There has to be a word for it. And if there isn’t, we should scour world’s languages over to invent one. Because it’s legit. I remember how I felt in the moment I fell for Shane Vendrell, sometime around season two of The Shield, and my heart just started pounding, and I thought, “He is so fine that I am going to literally die from how fine he is.” Then I discovered he was the cast member with the last name Goggins and thought “Well, Mrs. Elizabeth Goggins doesn’t sound that weird….” But through all of it—through the casual racism and the grenade throwing, the violence and the threats, Shane was my One True Love, right to the end. I was there for all of it.

And I thought maybe it was a one-off thing. Nope. A whole series of trash boys followed. Jimmy McGill on Better Call Saul. Lester Nygaard on Fargo. Boyd Crowder on Justified, and on and on and on. There’s one in every series.

I am not really like this. My husband is a well-regarded figure in our community. He is honest and handsome, a sweet man who buys me Donald Fagen records for Christmas. I have never once wanted to date a “bad boy;” in high school and college I happily dated a series of nerds, guys who listened to Billy Joel or watched anime or went to ren faires. I have always been attracted to nice boys. I am a feminist. I demand respect, Ms. Cudmore if you’re nasty.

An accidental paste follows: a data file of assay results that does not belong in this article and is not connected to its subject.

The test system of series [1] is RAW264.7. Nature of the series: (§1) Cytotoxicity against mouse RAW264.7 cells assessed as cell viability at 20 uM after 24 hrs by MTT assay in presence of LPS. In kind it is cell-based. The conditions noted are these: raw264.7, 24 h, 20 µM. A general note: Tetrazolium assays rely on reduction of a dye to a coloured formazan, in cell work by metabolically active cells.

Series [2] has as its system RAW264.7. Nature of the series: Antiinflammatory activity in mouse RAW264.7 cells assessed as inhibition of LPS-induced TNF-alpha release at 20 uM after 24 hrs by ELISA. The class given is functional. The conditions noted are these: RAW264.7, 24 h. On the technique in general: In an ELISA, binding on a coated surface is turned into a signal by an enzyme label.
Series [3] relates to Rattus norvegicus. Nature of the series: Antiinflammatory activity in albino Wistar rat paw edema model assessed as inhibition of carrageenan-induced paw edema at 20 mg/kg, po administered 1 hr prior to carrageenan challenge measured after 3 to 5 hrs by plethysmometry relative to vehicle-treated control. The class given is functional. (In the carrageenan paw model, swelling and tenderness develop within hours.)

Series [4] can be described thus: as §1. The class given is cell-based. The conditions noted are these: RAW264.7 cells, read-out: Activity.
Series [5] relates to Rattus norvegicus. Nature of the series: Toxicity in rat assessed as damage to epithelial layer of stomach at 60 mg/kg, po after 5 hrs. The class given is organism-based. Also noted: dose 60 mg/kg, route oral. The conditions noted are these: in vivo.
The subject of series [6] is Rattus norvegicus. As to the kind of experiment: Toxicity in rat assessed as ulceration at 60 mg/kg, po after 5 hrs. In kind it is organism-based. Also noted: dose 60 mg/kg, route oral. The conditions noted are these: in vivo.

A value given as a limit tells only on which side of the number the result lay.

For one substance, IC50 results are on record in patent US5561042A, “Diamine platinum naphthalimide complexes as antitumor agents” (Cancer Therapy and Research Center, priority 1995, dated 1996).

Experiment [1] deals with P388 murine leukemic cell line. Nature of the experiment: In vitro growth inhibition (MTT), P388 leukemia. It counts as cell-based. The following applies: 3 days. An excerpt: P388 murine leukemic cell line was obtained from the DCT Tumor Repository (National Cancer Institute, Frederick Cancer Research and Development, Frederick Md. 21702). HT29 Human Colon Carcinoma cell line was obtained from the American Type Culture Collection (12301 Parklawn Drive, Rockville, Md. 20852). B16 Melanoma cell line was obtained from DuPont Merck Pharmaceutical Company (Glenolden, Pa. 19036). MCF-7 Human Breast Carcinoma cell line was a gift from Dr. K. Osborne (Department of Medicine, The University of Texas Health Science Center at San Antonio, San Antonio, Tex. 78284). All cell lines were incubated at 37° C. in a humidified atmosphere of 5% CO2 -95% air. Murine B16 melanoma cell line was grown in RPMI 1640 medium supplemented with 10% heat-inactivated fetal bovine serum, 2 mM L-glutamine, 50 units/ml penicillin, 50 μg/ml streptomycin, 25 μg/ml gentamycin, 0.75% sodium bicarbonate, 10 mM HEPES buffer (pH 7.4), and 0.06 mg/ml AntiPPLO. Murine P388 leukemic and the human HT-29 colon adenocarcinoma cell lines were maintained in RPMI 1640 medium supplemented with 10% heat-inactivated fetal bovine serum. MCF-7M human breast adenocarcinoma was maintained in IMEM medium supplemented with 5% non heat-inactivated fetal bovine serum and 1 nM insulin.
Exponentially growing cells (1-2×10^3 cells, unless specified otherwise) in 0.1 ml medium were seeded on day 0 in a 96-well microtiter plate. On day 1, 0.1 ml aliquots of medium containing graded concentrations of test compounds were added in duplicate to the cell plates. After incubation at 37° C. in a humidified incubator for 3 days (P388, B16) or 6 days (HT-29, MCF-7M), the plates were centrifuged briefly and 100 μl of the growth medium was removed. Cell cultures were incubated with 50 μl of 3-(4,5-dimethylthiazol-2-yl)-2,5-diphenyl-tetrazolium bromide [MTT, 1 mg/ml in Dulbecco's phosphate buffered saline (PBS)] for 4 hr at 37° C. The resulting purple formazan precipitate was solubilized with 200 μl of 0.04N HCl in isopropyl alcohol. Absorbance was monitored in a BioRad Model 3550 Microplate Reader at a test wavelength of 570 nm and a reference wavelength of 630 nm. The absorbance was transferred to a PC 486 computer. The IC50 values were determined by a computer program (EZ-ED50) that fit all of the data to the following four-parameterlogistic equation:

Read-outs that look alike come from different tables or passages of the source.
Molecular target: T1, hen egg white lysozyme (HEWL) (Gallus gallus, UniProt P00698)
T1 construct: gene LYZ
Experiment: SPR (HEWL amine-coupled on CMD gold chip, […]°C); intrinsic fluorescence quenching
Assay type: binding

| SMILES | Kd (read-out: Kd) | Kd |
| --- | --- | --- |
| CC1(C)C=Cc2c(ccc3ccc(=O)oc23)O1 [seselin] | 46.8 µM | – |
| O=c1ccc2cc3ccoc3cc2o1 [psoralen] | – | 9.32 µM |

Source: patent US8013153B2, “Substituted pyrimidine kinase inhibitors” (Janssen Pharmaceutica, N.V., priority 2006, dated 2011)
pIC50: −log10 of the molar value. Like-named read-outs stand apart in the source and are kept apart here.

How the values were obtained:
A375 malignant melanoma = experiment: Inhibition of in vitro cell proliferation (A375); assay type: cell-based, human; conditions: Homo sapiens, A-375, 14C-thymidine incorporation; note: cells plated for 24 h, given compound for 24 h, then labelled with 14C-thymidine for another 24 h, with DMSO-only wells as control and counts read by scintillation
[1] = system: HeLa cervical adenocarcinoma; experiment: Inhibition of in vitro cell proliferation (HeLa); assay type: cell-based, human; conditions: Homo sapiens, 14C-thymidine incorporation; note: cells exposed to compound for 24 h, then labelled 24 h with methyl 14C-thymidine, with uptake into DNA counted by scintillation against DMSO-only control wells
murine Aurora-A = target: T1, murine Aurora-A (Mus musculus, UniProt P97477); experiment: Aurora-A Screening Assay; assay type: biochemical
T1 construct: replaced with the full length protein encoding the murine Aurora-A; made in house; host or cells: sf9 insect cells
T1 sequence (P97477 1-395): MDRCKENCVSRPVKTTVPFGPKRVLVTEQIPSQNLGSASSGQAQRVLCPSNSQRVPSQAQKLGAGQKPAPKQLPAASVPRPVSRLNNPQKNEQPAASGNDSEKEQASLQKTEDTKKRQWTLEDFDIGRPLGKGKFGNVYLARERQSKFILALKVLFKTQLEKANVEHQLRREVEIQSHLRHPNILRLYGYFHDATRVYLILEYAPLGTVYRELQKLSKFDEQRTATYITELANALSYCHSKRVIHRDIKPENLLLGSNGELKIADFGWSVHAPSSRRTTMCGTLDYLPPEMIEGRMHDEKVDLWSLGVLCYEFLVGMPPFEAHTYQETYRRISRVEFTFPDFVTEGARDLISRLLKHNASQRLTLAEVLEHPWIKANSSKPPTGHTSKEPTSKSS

Shane Vendrell
Shane Vendrell

But I confessed this terrible feeling to my other girlfriends and, as it turns out, they all had their own trash boys. Caleb on Bates Motel. Gus Halper as Erik Menendez. Jax on Sons of Anarchy. They’re the first entry on a game of F•ck/Marry/Kill, but they are down for a good time. And so what if they impregnated their sister or murdered their parents or take sleezy career shortcuts? We love them just the same.

To men, these characters often play as a sort of justification for all their weak impulses. Who hasn’t felt like they’re misunderstood in their work or by their spouse, believed they deserved more, that they had earned what they’d stolen? It’s an outlet, a fantasy that they could get away with being something other than the common human we are all guilty of being.

But to women, they are someone in need of love, of fixing, of understanding, then maybe they wouldn’t do such terrible things. There’s a certain power, at least to me, in loving these sorts of characters. We could keep their secrets. We could help bury the bodies. We are bold and trustworthy broads, and no man would ever think of double-crossing us. We can hold our own in a gunfight or a car chase.

It’s dangerous thinking, in real life, to imagine that you are responsible for fixing someone. But in film and fiction, it’s an addictive thrill. And a good writer knows this. A good writer knows how to make a man desirable and repulsive all at the same time, give him something the audience recognizes as a nearly-palpable need and then twist that into something selfish, the push and pull with the audience. It is almost erotic when done right.